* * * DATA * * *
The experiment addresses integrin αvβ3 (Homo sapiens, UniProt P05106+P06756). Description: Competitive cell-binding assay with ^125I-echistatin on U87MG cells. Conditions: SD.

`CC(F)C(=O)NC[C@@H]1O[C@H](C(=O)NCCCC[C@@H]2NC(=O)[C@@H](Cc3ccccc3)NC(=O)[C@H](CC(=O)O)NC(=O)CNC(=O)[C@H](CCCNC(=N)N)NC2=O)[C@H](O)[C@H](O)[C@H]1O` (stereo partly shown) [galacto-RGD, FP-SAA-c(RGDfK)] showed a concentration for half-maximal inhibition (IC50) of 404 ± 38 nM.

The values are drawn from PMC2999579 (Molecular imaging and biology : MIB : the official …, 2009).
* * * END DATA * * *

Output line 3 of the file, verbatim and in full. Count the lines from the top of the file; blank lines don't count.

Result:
The values are drawn from PMC2999579 (Molecular imaging and biology : MIB : the official …, 2009).